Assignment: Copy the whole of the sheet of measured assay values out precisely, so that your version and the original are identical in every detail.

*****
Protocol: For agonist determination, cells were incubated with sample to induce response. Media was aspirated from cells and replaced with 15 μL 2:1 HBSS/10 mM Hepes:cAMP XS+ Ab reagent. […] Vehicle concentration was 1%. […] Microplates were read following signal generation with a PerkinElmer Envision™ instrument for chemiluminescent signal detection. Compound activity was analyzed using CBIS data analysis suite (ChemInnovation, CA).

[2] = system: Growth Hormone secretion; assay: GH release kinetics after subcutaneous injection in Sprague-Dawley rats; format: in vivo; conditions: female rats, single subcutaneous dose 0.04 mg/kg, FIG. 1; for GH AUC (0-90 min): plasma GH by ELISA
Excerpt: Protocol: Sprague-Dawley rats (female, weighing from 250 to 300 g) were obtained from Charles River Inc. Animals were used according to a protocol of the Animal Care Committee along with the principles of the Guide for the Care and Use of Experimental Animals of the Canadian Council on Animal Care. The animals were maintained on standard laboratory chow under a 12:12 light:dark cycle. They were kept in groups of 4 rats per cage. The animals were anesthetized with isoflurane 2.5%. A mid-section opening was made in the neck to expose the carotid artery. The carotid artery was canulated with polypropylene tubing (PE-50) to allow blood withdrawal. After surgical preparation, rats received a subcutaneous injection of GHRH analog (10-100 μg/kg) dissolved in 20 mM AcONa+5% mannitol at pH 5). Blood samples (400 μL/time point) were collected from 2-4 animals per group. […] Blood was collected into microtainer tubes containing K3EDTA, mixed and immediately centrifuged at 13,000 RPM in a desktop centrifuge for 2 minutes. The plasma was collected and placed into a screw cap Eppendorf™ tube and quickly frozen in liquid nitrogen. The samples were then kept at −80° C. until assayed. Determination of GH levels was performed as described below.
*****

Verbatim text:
Protocol: For agonist determination, cells were incubated with sample to induce response. Media was aspirated from cells and replaced with 15 μL 2:1 HBSS/10 mM Hepes:cAMP XS+ Ab reagent. […] Vehicle concentration was 1%. […] Microplates were read following signal generation with a PerkinElmer Envision™ instrument for chemiluminescent signal detection. Compound activity was analyzed using CBIS data analysis suite (ChemInnovation, CA).

[2] = system: Growth Hormone secretion; assay: GH release kinetics after subcutaneous injection in Sprague-Dawley rats; format: in vivo; conditions: female rats, single subcutaneous dose 0.04 mg/kg, FIG. 1; for GH AUC (0-90 min): plasma GH by ELISA
Excerpt: Protocol: Sprague-Dawley rats (female, weighing from 250 to 300 g) were obtained from Charles River Inc. Animals were used according to a protocol of the Animal Care Committee along with the principles of the Guide for the Care and Use of Experimental Animals of the Canadian Council on Animal Care. The animals were maintained on standard laboratory chow under a 12:12 light:dark cycle. They were kept in groups of 4 rats per cage. The animals were anesthetized with isoflurane 2.5%. A mid-section opening was made in the neck to expose the carotid artery. The carotid artery was canulated with polypropylene tubing (PE-50) to allow blood withdrawal. After surgical preparation, rats received a subcutaneous injection of GHRH analog (10-100 μg/kg) dissolved in 20 mM AcONa+5% mannitol at pH 5). Blood samples (400 μL/time point) were collected from 2-4 animals per group. […] Blood was collected into microtainer tubes containing K3EDTA, mixed and immediately centrifuged at 13,000 RPM in a desktop centrifuge for 2 minutes. The plasma was collected and placed into a screw cap Eppendorf™ tube and quickly frozen in liquid nitrogen. The samples were then kept at −80° C. until assayed. Determination of GH levels was performed as described below.